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Review: Despite 19th-Century Setting, OSU's AN ENEMY OF THE PEOPLE Engages Students in Contemporary Issues

(L to R) Ambre Shoneff as Catherine Stockmann, Blake Edwards
as Peter Stockmann and Zack Meyer as Dr. Thomas Stockmann in a
scene from The Ohio State University Department of Theatre's production
of An Enemy of the People. (Photo by Matt Hazard).

The issue of sanitation in a Norwegian town might not seem like the most interesting subject for a play presented to an audience of college students, but the Ohio State Department of Theatre's production of Henrik Ibsen's "An Enemy of the People" surprisingly touches on contemporary questions still prevalent in our modern world.

Originally written by Ibsen in 1882, "An Enemy of the People" addresses the timeless struggle between what is right and what is popular. Based in a coastal spa town in southern Norway, the play centers on a local doctor's discovery that the town's public baths -- its main source of revenue -- are contaminated and pose a serious health risk. Faced with the disapproval of high-ranking members of the local government, as well as the press and many townspeople, Dr. Thomas Stockmann (Zack Meyer), the play's idealistic and science-minded protagonist, must decide whether to obscure the truth in order to bolster public morale or reveal the issues with the baths and prevent future illness.

Meyer excels as Stockmann in Ibsen's dialogue-heavy drama. The contentious relationship he has with his brother, Peter Stockmann (Blake Edwards), who also happens to be the town's mayor, is explored through explosive arguments that develop out of the siblings' different ideas of what is best for the town. The stances both characters take on the issue are not without their own respective merits, and the strained familial relations apparent in each heated conversation only add to the pathos the audience feels toward both brothers.

In addition to the moral questions surrounding public policy, other contemporary issues are introduced by the characters Hovstad (AJ Wright), Billing (Joe Kopyt) and Aslaksen (Gabriel Simms) who represent members of the press, as well as a collection of distinct political ideologies. The struggle between the working and privileged classes -- another theme easily applied to modern-day society -- is best seen in the tense, albeit slightly humorous, scenes that include interaction between the Stockmanns and the staff of the local newspaper.

As the play progresses, the situation becomes more dire for Thomas Stockmann and his family, and the abrupt change in the public's opinion of the doctor's recent findings relating the baths further emphasizes his newfound role as a social pariah, or, as it is shouted quite clearly many times throughout the play, an "enemy of the people."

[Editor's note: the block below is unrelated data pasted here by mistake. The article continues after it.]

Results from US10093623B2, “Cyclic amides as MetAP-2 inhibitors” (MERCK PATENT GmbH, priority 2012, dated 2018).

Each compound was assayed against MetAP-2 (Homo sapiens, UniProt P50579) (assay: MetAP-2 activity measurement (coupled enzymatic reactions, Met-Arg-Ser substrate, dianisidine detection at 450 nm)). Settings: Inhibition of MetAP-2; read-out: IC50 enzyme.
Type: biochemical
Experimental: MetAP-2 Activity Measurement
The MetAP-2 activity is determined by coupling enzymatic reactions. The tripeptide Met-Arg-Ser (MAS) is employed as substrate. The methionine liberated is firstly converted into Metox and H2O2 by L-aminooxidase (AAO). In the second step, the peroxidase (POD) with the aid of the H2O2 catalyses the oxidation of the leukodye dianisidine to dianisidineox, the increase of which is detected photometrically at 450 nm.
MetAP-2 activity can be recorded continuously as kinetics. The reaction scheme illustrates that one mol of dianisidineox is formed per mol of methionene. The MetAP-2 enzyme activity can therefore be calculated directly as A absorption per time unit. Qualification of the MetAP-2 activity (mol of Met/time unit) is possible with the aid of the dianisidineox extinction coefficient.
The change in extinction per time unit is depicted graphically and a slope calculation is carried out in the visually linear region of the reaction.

The version of the play performed by the OSU Department of Theatre is by Rebecca Lenkiewicz, and was

(L to R) Ambre Shoneff as Catherine Stockmann, Blake Edwards as
Peter Stockmann and Zack Meyer as Dr. Thomas Stockmann in a scene
from The Ohio State University Department of Theatre's production of
An Enemy of the People. (Photo by Matt Hazard).

commissioned and first produced by the Arcola Theatre in London in 2008, according to the program notes. Although the use of this updated version probably helps the collegiate audience understand the fast-paced, rhetorically rich discourses that dominate nearly every scene, at times the translation is too modern for the setting in which the play is presented. Indeed, the use of colloquial terms apparent in today's speech has an unwelcome, almost jarring, effect that detracts from the exchanges occurring on stage.

As college students studying at a university located in a modern metropolis, we can connect to the issues addressed on the stage through our life experiences and observations -- we don't need anachronistic language to force a connection that already exists.

The inventive and impressively versatile set (designed by Joshua Quinlan) and striking costumes (designed by Sarah Fickling) contain enough theatrical magic to wow audiences; however, generally, Ibsen's play is more thought-provoking than whimsical. Although it is unlikely that "An Enemy of the People" will be every student's first choice when it comes to evening entertainment on campus, those whose interests align will be surprised by how much this 19th century play parallels issues apparent in our contemporary world.

"An Enemy of the People" is set to be performed in the Thurber Theatre, located in the Drake Performance and Event Center on OSU's campus, from Nov. 5 - 15.

Tickets are available for purchase in person through the Ohio State Theatre Box Office or online via Ticketmaster.



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